He added that with the high level of inflation, rising unemployment rate, plunging exchange rate of the naira and other macro economic indices, there was need for an urgent reevaluation and reassessment of economic policies.

The NECA boss urged the government to give generous tax cuts to promote capital investments, while also encouraging local and foreign investments.

“THE depressive state and the indices are deeper than signs of an economy that is in recession,” Godwin Owoh, a professor of applied economist, told The Guardian, yesterday.

He explained that incessant business closures, an abnormal increase in unemployment, drying-up investments and prolonged uncertainty, which have become the harbinger of Nigeria’s economy, are not signs of a recession, but those of a depression, which is defined as a protracted recession.

If the data are doctored to portray the situation that the government wants to see, as alleged by Owoh, it implies that Nigeria is in a “deep mess” as the economic principles that could drag an economy out of recession are often defied by depression.

On his part, Dr. Olufemi Saibu of the Department of Economics, University of Lagos, warned that the recession could lead to depression if “drastic economic actions” are not taken to tackle the cyclical issues triggered by the Coronavirus pandemic outbreak and other endemic risks.

Saibu, who said the country could literally spend its way out of recession and address market issues to restore confidence among private investors, noted that the market has become excessively unpredictable, a development, which is a major concern for investors.

Spending may have worked for many economies, but experts said Nigeria faces a myriad of constraints supposing it wishes to throw money into the problem. At over N31.08 trillion-public debt profile, there is a limit to how far the government can go in its borrowing spree.

Economists, including Pat Utomi and Sheriffdeen Tella, are worried that the country’s mounting debt is unsustainable, and they are urging the government to be more prudent and creative in its funding plan.

Tella, specifically urged the government to shun exploitative external debts and consider “leveraging the underground money” (including ill-gotten resources kept away from the formal intermediation process) through bonds to bail out the economy.

But the Tella option has a huge moral burden on a government that is committed to “zero tolerance for corruption”. With bond yields also turning topsy-turvy, economists like Ken Ife are of the view that, “many people will rather keep their money than invest in bonds.”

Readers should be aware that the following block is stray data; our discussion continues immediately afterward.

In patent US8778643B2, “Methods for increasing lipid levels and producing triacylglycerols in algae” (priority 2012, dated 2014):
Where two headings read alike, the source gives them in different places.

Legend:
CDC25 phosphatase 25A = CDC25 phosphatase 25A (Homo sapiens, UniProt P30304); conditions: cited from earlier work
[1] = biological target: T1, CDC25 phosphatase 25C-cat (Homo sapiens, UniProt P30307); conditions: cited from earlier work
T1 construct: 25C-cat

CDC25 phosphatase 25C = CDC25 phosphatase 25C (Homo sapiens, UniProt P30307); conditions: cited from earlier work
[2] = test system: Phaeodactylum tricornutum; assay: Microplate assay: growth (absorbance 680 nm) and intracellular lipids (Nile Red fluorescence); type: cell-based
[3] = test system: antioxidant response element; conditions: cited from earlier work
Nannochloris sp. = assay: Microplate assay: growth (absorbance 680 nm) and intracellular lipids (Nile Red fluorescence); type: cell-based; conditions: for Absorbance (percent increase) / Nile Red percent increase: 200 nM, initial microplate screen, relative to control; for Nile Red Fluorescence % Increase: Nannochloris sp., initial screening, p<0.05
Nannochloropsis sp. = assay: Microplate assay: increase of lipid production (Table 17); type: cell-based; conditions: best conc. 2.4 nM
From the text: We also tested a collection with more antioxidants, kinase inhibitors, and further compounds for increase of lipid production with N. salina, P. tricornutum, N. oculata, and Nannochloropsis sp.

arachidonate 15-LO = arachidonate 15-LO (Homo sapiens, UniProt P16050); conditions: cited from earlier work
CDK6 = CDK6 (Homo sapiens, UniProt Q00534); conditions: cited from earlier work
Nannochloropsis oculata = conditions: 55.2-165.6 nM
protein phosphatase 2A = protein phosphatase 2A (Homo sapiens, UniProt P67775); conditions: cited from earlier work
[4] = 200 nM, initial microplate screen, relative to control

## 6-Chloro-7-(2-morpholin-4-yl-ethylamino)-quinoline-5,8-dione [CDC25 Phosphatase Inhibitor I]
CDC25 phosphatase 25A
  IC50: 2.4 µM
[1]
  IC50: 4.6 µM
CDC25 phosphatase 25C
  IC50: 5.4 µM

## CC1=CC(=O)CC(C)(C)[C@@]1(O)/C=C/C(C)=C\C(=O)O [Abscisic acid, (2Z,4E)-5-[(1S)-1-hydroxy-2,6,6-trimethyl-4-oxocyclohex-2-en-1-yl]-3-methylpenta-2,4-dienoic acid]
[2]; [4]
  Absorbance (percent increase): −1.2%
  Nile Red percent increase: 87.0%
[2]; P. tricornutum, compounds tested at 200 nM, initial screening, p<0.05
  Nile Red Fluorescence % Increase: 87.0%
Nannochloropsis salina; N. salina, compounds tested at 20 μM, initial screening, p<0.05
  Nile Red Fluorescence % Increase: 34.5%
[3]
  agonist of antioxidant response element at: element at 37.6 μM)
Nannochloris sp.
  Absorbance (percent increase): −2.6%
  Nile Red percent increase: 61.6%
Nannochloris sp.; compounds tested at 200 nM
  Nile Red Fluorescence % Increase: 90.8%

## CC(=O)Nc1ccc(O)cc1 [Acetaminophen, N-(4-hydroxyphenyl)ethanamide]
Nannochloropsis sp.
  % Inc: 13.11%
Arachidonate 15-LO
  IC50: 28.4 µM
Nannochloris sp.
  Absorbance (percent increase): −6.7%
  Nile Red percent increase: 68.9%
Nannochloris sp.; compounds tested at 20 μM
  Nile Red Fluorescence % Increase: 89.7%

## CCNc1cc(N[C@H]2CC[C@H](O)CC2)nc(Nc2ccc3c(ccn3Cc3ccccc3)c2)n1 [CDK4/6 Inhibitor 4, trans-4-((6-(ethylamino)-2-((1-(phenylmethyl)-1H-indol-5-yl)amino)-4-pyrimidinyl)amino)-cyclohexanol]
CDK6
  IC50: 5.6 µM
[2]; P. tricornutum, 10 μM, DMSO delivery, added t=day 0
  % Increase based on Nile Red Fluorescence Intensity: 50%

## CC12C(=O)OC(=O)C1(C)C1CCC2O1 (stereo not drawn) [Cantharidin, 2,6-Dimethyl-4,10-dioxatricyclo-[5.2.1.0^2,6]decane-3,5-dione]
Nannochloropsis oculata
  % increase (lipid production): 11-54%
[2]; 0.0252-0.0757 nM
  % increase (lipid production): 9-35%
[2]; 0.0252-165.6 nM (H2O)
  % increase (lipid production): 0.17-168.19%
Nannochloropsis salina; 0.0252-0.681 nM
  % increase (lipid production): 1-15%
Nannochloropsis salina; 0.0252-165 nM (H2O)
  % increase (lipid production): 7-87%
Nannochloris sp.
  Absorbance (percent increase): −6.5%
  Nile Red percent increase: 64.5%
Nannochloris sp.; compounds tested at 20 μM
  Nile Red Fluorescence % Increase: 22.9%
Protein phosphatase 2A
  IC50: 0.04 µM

In the latest figure, the NBS stated: GDP recorded a growth rate of –3.62 per cent (year-on-year) in real terms in the third quarter of 2020.

Cumulatively, the economy has contracted by -2.48 per cent. While this represents an improvement of 2.48 per cent points over the –6.10 per cent growth rate recorded in the preceding quarter (Q2 2020), it also indicates that two consecutive quarters of negative growth have been recorded in 2020. Growth in Q3 2020 was slower by 5.90 per cent points when compared to the third quarter of 2019, which recorded a real growth rate of 2.28 per cent year on year.

“The performance of the economy in Q3 2020 reflected residual effects of the restrictions to movement and economic activity implemented across the country in early Q2 in response to the COVID-19 pandemic. As these restrictions were lifted, businesses re-opened and international travel and trading activities resumed, some economic activities have returned to positive growth. A total of 18 economic activities recorded positive growth in Q3 2020, compared to 13 activities in Q2 2020.”

According to the report, the performance of the oil sector has continued its extremely volatile nature, while the non-oil sector is relatively stable. Real GDP for the oil sector declined by 7.26 per cent in Q3 compared with a rise 6.63 per cent in Q2. The sector was also reported to have contributed 8.73 per cent to total real GDP in the referenced quarter compared to 8.93 per cent it contributed in the previous quarter.

“The non-oil sector grew by –2.51 per cent in real terms during the reference quarter, which is –4.36 per cent points lower than the rate recorded in Q3 2019 but 3.54 per cent points higher than in the second quarter of 2020. The non-oil sector was driven mainly by information and communication (Telecommunications), with other drivers being agriculture (crop production), construction, financial and insurance (financial institutions), and public administration. In real terms, the non-oil sector contributed 91.27 per cent to the nation’s GDP in the third quarter of 2020, higher than its share in the third quarter of 2019 (90.23 per cent) and the second quarter of 2020 (91.07 per cent),” NBS stated.

The total real value of goods and services produced in the quarter was N17.82 trillion. The demand shock in the international market has seen crude petroleum and natural gas dived from -6.63 per cent in Q2 to -13.89 per cent in the last quarter.

When the country climbed out of recession in 2017, it was the gain in the oil and gas sector that propelled the growth engine. There does not seem an end in sight for the crisis in the market with Bala Zakka, an energy economist, warning that the odds do not favour the country, even as he added that international oil companies would continue to dismiss the country in the final investment decisions (FIDs) in months to come.